St. George Spirits, established in 1982 in Almeda, CA, pre-dates the cocktail craze we find around us. It hasnít been always fashionable, but they have diligently followed a simple passion about making great spirits, and have a superb line-up of products to prove it.
Can this fanaticism go too far, however?
I must admit even I was skeptical when I discovered they make three different types of gin (yup, three). Until I tried them.
Terrior Gin- I used to only believe in ďterriorĒ as it relates to the unique combination of place, soil, weather and grape varietal in wine maing. But distiller Lance Winters, in homage and inspired by his beloved coastal forests uses Douglas fir, bay laurel and coastal sage to gain a sense of place and memory. The result shows citrus, but more noticeable is a surprising wonderful earthy, woodsy aroma.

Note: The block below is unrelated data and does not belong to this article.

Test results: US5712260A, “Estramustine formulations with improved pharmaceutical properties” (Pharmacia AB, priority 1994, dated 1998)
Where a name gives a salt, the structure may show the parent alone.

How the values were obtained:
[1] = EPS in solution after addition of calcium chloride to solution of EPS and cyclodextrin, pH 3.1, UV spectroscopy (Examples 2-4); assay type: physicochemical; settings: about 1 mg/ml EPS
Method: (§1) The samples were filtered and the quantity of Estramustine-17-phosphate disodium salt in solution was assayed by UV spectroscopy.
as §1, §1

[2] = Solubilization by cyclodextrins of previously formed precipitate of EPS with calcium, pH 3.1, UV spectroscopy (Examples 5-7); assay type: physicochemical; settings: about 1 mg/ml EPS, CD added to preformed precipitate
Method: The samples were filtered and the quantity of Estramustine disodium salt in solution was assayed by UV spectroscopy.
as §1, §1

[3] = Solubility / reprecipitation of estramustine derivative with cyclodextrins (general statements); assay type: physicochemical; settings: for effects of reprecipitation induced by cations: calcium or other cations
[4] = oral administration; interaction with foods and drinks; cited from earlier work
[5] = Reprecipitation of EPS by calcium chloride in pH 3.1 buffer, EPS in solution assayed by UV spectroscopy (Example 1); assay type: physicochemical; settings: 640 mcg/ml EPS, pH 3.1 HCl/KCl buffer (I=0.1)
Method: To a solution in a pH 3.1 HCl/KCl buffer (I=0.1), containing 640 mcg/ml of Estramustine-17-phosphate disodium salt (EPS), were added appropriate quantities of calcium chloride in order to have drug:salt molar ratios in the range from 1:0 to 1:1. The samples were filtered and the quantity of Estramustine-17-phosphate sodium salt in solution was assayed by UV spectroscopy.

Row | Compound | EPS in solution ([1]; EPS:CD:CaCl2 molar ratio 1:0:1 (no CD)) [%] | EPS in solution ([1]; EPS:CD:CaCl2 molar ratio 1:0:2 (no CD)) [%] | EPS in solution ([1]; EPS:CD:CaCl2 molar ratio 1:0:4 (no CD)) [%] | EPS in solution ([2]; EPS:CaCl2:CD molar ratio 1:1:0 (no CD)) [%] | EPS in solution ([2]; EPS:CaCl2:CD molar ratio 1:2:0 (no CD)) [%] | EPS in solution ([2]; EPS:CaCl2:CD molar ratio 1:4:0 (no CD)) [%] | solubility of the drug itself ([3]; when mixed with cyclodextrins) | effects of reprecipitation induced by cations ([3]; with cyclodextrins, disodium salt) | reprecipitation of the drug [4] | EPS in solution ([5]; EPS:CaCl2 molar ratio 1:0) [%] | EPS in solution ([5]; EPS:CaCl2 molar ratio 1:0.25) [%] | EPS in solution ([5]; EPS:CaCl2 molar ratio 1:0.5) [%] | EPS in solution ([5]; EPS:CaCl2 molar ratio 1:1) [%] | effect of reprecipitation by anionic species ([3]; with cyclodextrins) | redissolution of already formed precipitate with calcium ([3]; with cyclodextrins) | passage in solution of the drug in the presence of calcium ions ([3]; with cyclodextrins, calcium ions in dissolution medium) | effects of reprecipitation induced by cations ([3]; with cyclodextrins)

Botanivore Gin- boasting 19 different botanicals, this well balanced dry style sets the standard for substitution in any gin cocktail. Perfect for a Collins, or Gin & Tonic.
Dry Rye Gin- this gin uses twice the Juniper of the other two, combined with the spicy maltiness of rye as its base grain. This combination is reminiscent of the orginal Genever Dutch style which can be a perfect swap for rye whiskey in cocktails.
What do the pros do with them? Stars Sam Treadway of backbar and Joy Richard of Citizen and The Franklin group sent over a couple of cocktails, both crediting their equally terrific colleagues.
Manhattan Martini by Joe Cammarata of backbar
2oz St. George dry rye
1oz Cocchi Americano
I dash Bittermans Boston Bittahs
Rinse glass with Bulliet Rye
Stir ingredients over ice
Strain into a cocktail glass
1.5 oz Terrior Gin
.5 oz Banks 5 Island Rum
.75 oz house made orgeat
.75 oz fresh lime juice
.25 oz Cinnamon Syrup
4 drops St George Absinthe
Shake and strain over crushed ice
Mint sprig garnish
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